In our newest book – currently in the works – antibiotic resistance is one of today’s major challenges, for which we propose an answer.
In medicine, the current standard of care involves testing to identify the organism, and then administering a specific combination of antibiotics that have shown some promise in resolving the infection. There are other alternative possibilities, but standard of care rules.
It has worked fairly well….that is until recently when a woman in Las Vegas became infected with a subspecies of Klebsiella pneumonia that is known to be resistant to virtually all antibiotics. Not having an answer, the woman died from her infection. Certainly, her death has served to spur the entire health industry into making a new commitment to resolving the issue of antibiotic resistance.
Our suggestion involves “leveling the playing field”:
When bacteria come into our body, they are simply looking for a good place to raise a family. So, (with some exception), what they are looking for is an environment that is wet, warm, rich in energy-producing nutrients, lower in oxygen than earth’s atmosphere, and slightly acidic.
Once the bacterial sensors determine these requirements are met, the microbe genetically expresses a receptor for our iron.
It is our iron that is absolutely necessary for the bacteria to replicate and infect. Microbes don’t bring their own iron, because iron is highly toxic when exposed to an oxygen tension typical of healthy people. Such exposure runs the risk of killing the bacteria before they ever have the opportunity to infect. Thus, they choose to qualify us first. If a healthfully alkaline environment is detected, they simply don’t bother expressing their iron receptor. Instead, they wait to confirm that our cells are bathed in acid stress and low oxygen tension…giving them a high degree of certainty that by expressing their iron receptor they can safely replicate and infect us. So, by reassuring that our own iron stores are tightly bound – not in the free, unbound state – we can build a solid barrier to any further infection.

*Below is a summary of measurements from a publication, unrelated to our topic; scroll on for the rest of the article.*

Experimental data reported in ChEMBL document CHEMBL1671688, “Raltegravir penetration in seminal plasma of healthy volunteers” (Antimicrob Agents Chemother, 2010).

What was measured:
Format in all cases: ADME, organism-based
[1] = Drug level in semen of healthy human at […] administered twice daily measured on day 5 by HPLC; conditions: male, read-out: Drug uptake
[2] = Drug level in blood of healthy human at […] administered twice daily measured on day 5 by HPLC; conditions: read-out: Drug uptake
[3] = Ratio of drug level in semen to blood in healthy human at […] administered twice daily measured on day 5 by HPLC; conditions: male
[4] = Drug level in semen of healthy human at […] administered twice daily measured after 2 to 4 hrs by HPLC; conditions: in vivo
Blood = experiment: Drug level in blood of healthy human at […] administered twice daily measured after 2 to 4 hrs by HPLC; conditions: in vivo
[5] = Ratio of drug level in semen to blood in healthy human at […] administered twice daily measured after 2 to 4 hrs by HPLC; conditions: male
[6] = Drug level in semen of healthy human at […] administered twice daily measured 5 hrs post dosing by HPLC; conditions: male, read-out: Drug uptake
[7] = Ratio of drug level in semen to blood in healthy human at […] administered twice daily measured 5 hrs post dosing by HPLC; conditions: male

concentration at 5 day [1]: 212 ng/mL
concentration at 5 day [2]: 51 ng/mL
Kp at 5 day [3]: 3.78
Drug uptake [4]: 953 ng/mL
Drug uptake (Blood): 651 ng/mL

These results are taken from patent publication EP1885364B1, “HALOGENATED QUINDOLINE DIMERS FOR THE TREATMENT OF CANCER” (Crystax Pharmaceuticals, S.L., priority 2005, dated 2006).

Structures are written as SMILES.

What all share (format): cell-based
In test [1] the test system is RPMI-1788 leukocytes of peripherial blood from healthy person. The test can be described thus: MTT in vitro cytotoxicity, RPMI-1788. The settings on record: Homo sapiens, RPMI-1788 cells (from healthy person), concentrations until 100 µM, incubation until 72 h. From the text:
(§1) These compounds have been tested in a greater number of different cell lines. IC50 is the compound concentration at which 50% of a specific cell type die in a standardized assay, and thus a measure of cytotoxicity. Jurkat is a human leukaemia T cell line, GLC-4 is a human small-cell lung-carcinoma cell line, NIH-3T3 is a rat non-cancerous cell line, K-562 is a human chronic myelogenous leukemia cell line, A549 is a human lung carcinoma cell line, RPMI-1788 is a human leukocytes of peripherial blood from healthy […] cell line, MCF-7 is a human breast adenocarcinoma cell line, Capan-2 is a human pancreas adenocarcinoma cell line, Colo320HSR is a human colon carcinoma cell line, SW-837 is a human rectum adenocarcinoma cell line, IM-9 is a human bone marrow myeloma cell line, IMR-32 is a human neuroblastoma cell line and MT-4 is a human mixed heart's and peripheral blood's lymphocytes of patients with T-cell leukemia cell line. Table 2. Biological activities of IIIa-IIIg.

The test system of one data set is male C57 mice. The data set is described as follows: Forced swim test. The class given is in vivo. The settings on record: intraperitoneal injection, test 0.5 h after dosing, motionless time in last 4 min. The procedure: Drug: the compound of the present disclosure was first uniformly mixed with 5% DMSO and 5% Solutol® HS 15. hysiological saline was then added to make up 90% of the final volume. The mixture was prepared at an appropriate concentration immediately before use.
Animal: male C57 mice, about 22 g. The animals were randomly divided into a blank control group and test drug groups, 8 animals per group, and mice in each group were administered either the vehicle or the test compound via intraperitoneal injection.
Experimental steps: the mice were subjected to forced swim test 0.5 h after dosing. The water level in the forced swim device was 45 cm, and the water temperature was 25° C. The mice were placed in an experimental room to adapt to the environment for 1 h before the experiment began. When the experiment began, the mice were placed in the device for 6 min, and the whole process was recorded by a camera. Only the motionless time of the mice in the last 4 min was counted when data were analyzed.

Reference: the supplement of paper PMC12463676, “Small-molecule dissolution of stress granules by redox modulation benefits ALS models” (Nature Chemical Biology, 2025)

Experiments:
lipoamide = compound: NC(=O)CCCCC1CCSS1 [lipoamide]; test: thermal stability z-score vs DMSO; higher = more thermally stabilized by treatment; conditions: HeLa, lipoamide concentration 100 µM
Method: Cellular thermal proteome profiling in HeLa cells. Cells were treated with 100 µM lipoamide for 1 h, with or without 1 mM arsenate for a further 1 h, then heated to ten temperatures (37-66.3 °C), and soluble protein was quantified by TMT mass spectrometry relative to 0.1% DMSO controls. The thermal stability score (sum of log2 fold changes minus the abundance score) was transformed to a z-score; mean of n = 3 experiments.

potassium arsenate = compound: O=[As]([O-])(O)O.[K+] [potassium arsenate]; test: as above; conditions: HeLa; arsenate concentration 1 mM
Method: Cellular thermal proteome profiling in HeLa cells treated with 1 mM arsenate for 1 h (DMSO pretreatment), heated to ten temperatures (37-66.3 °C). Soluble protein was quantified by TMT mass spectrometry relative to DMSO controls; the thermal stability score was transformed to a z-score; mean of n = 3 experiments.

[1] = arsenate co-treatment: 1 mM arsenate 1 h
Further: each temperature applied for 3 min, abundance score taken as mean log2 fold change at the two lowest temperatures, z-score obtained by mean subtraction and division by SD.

For medicine, standard of care does not include a comprehensive measure of free iron, nor a standard way to bind free iron. Neither does it routinely attempt to improve aerobic metabolism other than to administer oxygen, or to monitor physiological pH, or adjust acid/base homeostasis (all the steps a health model-based practitioner would routinely do for every client, not just those with a known antibiotic resistant microbe). Too, the medical standard of care does not consider the role played in the life of hospitalized patients by IV infusions of dextrose 5% in water (commonly called D5W). Such infusions will drive infections.
A viable option (upgrade?) to standard of care would be to employ steps to counter the conditions bacteria prefer. By doing so – rather than allowing bacteria to thrive in optimum conditions for them – the heroic status of antibiotics could again become the norm. Doctors who follow the health model approach often tell us they’ve never encountered an infection that couldn’t be resolved (given enough time). For – by minimizing the availability of glucose, improving aerobic needs, addressing both physiologic and acid/base homeostasis, and providing a mixture of iron-binding proteins – they begin to see effectiveness returning to most all of their favorite antibiotic regimens. As a bonus, steps taken to bind iron help to prevent metastatic cancer, as cancer does not metastasize without the help of iron.
Our forthcoming book, while including a more in-depth look at how medicine can again see the miracle return to its antibiotic drugs, also teaches a new perspective on how a heath facilitator may help an immune-compromised person win. To help that person we will be asking that doctors put aside their outdated “treat-the-data/treat-the-disease” approach, and replace it with a support-the-body approach. For the doctor and clinical nutritionist alike, for whom patient or client outcome is the sole consideration, employing the health model-based approach can not only save lives, it can also bolster the bottom line. A win-win for everyone.
Keep watching here for our next blog as the book develops. The plan is to provide you with a steady diet of news bites that are, like you, always Designed2Win